The nibbler literally takes tiny ‘bites’ out of the metal. You can see the little half moon shavings it creates at the bottom of this picture and also in the picture below.

The hand holding the bottom handle on the nibbler ‘stabilizes’ the cutting head and the hand holding the drill ‘steers’ the direction of the cut.

Tip: I found it was important to keep the nibbler/drill parallel to the work piece. When I got lazy or otherwise angled the drill too far up/down it would create binding between the sheetmetal and the head of the nibbler making it harder to turn.

It is not hard once I got the hang of it. It is definitely a two handed affair though so you will have to clamp whatever you are cutting down to the workbench.
For the center of the 0 I just drilled multiple holes and finished it out with the nibbler
YAY! We have a rough cut set of numbers. This is only the nibblers/drill bit, next we will do some final cleaning and trimming.
The outsides of the numbers were cleaned up with a sanding disk.
I cleaned up the insides with an abrasive grinding wheel bit mounted in the drill (this one was severely worn but still got the job done).
I also cut an approximately license plate sized piece of aluminum as the base for the sign and cleaned it up with the sanding disk on the grinder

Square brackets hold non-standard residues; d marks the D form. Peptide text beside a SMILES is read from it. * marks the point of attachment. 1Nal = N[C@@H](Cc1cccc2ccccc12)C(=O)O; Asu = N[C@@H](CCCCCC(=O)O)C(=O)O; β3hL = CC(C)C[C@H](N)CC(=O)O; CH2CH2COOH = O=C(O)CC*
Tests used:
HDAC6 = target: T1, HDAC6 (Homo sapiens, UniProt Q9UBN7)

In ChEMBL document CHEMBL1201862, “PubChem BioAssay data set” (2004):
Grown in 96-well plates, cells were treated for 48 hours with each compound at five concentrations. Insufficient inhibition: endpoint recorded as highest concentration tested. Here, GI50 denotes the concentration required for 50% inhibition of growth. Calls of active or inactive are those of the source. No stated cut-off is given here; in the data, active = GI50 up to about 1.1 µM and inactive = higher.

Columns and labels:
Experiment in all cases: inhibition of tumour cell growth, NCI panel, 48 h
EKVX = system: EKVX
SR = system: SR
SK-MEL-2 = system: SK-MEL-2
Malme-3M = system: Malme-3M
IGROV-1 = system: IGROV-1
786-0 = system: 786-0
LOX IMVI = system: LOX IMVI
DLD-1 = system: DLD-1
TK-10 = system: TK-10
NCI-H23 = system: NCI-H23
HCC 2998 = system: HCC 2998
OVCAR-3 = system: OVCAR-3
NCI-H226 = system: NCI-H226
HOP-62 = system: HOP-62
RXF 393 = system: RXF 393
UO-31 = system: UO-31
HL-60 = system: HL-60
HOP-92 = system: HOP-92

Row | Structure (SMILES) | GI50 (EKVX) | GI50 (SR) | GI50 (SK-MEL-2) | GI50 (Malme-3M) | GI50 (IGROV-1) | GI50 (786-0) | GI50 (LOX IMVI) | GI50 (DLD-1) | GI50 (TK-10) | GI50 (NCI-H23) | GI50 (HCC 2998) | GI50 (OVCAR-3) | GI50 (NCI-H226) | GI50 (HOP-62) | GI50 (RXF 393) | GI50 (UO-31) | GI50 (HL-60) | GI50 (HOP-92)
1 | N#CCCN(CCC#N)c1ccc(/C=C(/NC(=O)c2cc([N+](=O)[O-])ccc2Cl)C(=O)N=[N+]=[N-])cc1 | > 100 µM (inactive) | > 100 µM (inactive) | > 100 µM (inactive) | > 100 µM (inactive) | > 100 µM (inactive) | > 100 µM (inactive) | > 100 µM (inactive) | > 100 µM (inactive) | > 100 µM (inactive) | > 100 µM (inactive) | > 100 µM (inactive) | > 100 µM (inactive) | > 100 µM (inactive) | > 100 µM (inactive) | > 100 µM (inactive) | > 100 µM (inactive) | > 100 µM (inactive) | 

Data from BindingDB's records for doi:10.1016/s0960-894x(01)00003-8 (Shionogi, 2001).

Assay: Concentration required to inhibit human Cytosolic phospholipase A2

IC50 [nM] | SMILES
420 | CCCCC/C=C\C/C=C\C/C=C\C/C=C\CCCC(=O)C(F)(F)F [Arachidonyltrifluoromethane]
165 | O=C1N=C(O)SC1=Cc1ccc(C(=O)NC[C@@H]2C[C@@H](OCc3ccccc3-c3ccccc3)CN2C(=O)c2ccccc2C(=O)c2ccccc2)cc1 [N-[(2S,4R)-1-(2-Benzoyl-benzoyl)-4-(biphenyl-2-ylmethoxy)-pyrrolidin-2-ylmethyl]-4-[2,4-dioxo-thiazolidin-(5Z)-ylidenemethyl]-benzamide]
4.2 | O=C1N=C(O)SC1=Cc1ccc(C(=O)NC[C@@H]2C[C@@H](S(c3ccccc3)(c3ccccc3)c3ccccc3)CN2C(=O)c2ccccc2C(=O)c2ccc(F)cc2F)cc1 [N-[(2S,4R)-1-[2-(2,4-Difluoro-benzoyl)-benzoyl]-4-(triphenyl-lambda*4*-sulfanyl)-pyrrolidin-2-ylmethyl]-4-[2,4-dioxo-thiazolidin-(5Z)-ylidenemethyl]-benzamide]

Ready for TIG welding

Ready to TIG weld!
It is always a good idea to practice on some scraps before welding on your final product.
Partway done!

I have all kinds of excuses for why my welds look so bad. You don’t want to hear, but I will tell you anyways. The cheap imported footpedal for my cheap imported TIG welder has never worked right and didn’t work this time either (I tried). So I was welding with AC voltage on pulse but because I wasn’t using the foot pedal I couldn’t adjust the amperage while I was going and got it too hot.

I seriously warped the crap out of this piece of sheetmetal. I put WAY too much heat into it.
In the end I got a cool looking sign for the wall of my shop though. I can always just tell people that it is ‘art’ or that I meant for it to be warped 😛
Now I can look forward to improving my skills in 2019!

Time Lapse Video!

I have been wanting to play around with some video here on the site so let me know what you think. Here is my first stab at creating a timelapse video with a 50 cent garage sale tripod, old cell phone, and some random drone parts!!

Gertrude was checking out my home made smart phone video rig…

2.5 Minute time lapse video. Don’t forget to subscribe to my YouTube channel for future videos!

Conclusion

Hope you all enjoyed the project and learned some stuff about sheetmetal nibblers in the process. Yes I know my TIG welds look like crap… that is the point! I am willing to embarrass myself here for the good of the order.
I’ve gotta get out in the garage more often and practice.

Now YOU! Get out in the shop and weld on something…anything!

Questions? Comments? Feedback on my super cheesy video? Post below!!